Once again this August the notorious highwayman John ‘Swift Nicks’ Nevison was forced to hide in Skipton Castle until he could make his getaway after dark. Luckily, the castle steward commonly frequents the town’s gaming tables and consequently owed Nevison a considerable sum of money – a debt the highwayman was willing to forget in return for protection. It is also a good thing that the Dowager Countess of Pembroke is so often at one of her other castles, for I doubt she would agree to such a notorious robber within her walls!

On Saturday Nevison had lots of company, allowing him to carouse throughout the day with all and sundry, boasting of his brave exploits and many cunning tricks. No-one pointed out, however, that whenever he removed his hat it left a strange line around his forehead! Still, better there than a similar line around his neck!

He met with a lot of children too, many of whom he reckoned would make good ‘land pirates’, being brave and good fellows all. Some of the people he met were so poor they could afford neither hats nor coats or even sleeves for their shirts! He reckoned that a spot of highway robbery could lift them very quickly from their miserable condition.

His own son visited on the first day, and the two of them played a strange trick in which both were there but one was not.

And at the end of the day it was hard to say farewell to the little chap, but Nevison had had so much fun he wanted to stay another day!

On Sunday it rained, which was lovely because huge crowds gathered in the Great Hall to hear his stories, and Nevison was able to correct all sorts of lies that had been written about him. All who visited now knew him to be a true gentleman of the road, like Robin Hood reborn, and knew to ignore the libelous stories printed about him in the news-sheets.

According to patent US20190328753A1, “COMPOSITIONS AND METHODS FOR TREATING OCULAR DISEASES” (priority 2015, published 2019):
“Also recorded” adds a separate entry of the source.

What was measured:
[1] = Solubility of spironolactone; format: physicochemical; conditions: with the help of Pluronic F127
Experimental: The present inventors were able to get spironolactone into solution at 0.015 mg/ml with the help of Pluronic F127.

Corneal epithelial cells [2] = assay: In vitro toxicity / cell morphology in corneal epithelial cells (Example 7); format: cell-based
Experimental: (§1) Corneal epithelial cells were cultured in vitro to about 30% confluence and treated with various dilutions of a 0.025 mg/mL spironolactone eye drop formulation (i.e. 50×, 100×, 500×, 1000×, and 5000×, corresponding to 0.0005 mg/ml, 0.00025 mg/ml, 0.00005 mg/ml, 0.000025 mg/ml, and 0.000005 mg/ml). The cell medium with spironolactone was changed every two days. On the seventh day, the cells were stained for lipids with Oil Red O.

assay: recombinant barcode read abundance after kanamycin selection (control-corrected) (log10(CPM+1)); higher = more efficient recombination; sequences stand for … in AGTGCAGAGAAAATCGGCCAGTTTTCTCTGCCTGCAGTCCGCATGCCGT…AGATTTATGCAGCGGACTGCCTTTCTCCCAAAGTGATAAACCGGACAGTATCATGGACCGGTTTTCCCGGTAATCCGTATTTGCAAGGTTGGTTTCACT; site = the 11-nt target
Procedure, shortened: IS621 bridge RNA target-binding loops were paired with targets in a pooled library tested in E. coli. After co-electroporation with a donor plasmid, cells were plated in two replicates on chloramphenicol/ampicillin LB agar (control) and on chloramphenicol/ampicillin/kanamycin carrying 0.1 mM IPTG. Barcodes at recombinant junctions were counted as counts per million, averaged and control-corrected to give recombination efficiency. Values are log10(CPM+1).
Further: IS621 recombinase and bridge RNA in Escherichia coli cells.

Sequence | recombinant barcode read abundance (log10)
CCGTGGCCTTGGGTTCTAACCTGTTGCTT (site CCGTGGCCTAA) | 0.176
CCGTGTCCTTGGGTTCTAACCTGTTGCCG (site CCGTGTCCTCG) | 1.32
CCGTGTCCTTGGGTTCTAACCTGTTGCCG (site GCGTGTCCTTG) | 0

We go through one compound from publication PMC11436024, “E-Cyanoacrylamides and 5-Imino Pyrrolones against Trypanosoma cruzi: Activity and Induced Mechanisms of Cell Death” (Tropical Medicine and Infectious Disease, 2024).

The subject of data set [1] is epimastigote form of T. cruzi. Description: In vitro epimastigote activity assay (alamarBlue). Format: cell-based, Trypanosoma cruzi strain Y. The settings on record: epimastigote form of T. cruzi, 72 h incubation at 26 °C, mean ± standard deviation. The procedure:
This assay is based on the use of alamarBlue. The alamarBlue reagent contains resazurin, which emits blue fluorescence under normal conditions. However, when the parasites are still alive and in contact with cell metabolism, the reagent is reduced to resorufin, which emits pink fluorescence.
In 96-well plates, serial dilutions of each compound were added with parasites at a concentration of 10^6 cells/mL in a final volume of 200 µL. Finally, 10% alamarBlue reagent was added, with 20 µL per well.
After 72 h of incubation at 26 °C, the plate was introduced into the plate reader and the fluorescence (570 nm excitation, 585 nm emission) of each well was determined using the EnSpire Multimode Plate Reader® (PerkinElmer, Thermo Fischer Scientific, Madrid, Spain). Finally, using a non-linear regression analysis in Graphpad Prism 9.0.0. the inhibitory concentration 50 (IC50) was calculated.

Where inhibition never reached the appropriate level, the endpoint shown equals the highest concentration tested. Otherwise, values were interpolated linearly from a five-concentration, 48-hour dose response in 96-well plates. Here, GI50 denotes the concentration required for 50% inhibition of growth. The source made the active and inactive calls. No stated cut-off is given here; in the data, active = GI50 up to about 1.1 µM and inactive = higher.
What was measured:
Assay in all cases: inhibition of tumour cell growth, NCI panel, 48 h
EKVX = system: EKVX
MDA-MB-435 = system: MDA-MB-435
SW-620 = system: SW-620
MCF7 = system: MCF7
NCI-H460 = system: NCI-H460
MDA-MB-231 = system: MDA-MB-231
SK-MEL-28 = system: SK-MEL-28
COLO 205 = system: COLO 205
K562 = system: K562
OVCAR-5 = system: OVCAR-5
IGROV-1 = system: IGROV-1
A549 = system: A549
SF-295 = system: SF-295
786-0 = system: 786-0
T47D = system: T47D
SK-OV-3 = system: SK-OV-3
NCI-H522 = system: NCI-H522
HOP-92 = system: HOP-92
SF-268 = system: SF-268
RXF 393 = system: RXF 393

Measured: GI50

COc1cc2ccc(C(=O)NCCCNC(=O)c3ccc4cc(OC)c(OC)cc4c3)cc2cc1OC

As the day came to an end I think the highwayman felt very good about himself, for although he knew full well he could hardly expect a long life (yet a very merry one), at least he would not be turning in his grave subsequently!

Nevison already has plans to visit quite a number of schools over the next 12 months, but he is always on the look out for new places to hide for the day!

If you are interested in Nevison visiting your school, then please click on Swift Nicks Nevison to find out more about him. To see which of my other historical characters you might want to visit, please take a look at my page of Characters. I look forward to hearing from you.

The Burwash Portfolio

These drawings were included in the thank you letters sent to me by the children of a Kirklees school Captain Burwash visited last month. I love receiving drawings like this, and thought I would share some of them with you.

Here you can see the Captain with the whole class. The artist, presumably the little one right next to him, is saying ‘Cool’, while the captain seems to be coughing!

In this one the captain is drawn in much greater detail, but I don’t like the way he appears to be robbing the child!

In this next one captain Burwash has removed his shoes, probably by necessity as his hands and feet have swollen considerably. He is still smiling though.

These two images are from two different children who may have been inspired by other pirates when drawing their own particular depictions.

Here the captain has apparently transmogrified into a nurse with what appears to be a caterpillar living inside her hat.

In this drawing it looks like the captain was visiting not the school but instead his family. There is a very clear familial likeness.

These two drawings could be before and after images. I don’t know what sort of scrape the captain got himself into but he does look angrier afterwards!

Here the captain and a friend appear to have gone on deck on a windy day. Not only have their hats blown away, but their hair is trying to follow!

In this detailed drawing you can see many of Captain Burwash’s possessions – his tricorne, pistol, cannon ball, musket and what I think is a cuttle fish!

In the next drawing I am not sure which one is the captain, as I don’t recall him having either one leg missing of a pet parrot. Perhaps these are two of his crew?

I this last one the captain seems to be setting a new fashion by wearing a little boat upon his head. I reckon it could catch on.

If you want to know more about Captain Burwash, please click here. And if you want him to visit your school, please get in touch.